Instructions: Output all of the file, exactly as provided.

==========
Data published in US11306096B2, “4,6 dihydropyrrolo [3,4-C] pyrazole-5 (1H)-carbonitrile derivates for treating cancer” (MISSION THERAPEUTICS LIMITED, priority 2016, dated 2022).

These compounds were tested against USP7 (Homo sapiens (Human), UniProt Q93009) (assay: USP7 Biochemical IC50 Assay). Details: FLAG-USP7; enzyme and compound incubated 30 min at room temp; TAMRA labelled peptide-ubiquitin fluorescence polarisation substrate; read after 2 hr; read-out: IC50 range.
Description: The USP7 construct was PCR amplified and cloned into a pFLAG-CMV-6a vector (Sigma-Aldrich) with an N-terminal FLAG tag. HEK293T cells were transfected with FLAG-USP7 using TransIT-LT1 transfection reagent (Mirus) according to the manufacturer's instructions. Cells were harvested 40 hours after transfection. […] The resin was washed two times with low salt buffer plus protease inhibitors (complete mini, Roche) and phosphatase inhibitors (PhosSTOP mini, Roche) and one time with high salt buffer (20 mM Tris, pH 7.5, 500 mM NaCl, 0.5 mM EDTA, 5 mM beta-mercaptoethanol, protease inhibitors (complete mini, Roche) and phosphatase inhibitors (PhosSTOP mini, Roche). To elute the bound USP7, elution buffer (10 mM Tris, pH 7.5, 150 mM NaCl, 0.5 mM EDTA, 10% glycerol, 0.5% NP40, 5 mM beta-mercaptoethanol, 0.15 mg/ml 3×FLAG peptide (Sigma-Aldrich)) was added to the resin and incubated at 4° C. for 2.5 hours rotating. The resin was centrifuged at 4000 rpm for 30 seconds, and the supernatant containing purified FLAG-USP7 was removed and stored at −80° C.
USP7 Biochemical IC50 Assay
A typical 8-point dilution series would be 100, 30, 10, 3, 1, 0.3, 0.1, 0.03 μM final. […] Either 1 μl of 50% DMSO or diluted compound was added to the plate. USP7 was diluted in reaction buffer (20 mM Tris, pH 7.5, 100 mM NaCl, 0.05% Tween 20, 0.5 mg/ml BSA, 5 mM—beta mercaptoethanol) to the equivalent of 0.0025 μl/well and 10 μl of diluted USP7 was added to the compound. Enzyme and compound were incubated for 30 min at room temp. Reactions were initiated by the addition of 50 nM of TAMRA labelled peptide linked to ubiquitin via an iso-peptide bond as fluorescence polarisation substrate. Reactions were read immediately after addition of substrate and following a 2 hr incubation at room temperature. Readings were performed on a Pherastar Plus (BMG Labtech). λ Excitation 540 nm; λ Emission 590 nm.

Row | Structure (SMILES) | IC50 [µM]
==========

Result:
Data published in US11306096B2, “4,6 dihydropyrrolo [3,4-C] pyrazole-5 (1H)-carbonitrile derivates for treating cancer” (MISSION THERAPEUTICS LIMITED, priority 2016, dated 2022).

These compounds were tested against USP7 (Homo sapiens (Human), UniProt Q93009) (assay: USP7 Biochemical IC50 Assay). Details: FLAG-USP7; enzyme and compound incubated 30 min at room temp; TAMRA labelled peptide-ubiquitin fluorescence polarisation substrate; read after 2 hr; read-out: IC50 range.
Description: The USP7 construct was PCR amplified and cloned into a pFLAG-CMV-6a vector (Sigma-Aldrich) with an N-terminal FLAG tag. HEK293T cells were transfected with FLAG-USP7 using TransIT-LT1 transfection reagent (Mirus) according to the manufacturer's instructions. Cells were harvested 40 hours after transfection. […] The resin was washed two times with low salt buffer plus protease inhibitors (complete mini, Roche) and phosphatase inhibitors (PhosSTOP mini, Roche) and one time with high salt buffer (20 mM Tris, pH 7.5, 500 mM NaCl, 0.5 mM EDTA, 5 mM beta-mercaptoethanol, protease inhibitors (complete mini, Roche) and phosphatase inhibitors (PhosSTOP mini, Roche). To elute the bound USP7, elution buffer (10 mM Tris, pH 7.5, 150 mM NaCl, 0.5 mM EDTA, 10% glycerol, 0.5% NP40, 5 mM beta-mercaptoethanol, 0.15 mg/ml 3×FLAG peptide (Sigma-Aldrich)) was added to the resin and incubated at 4° C. for 2.5 hours rotating. The resin was centrifuged at 4000 rpm for 30 seconds, and the supernatant containing purified FLAG-USP7 was removed and stored at −80° C.
USP7 Biochemical IC50 Assay
A typical 8-point dilution series would be 100, 30, 10, 3, 1, 0.3, 0.1, 0.03 μM final. […] Either 1 μl of 50% DMSO or diluted compound was added to the plate. USP7 was diluted in reaction buffer (20 mM Tris, pH 7.5, 100 mM NaCl, 0.05% Tween 20, 0.5 mg/ml BSA, 5 mM—beta mercaptoethanol) to the equivalent of 0.0025 μl/well and 10 μl of diluted USP7 was added to the compound. Enzyme and compound were incubated for 30 min at room temp. Reactions were initiated by the addition of 50 nM of TAMRA labelled peptide linked to ubiquitin via an iso-peptide bond as fluorescence polarisation substrate. Reactions were read immediately after addition of substrate and following a 2 hr incubation at room temperature. Readings were performed on a Pherastar Plus (BMG Labtech). λ Excitation 540 nm; λ Emission 590 nm.

Row | Structure (SMILES) | IC50 [µM]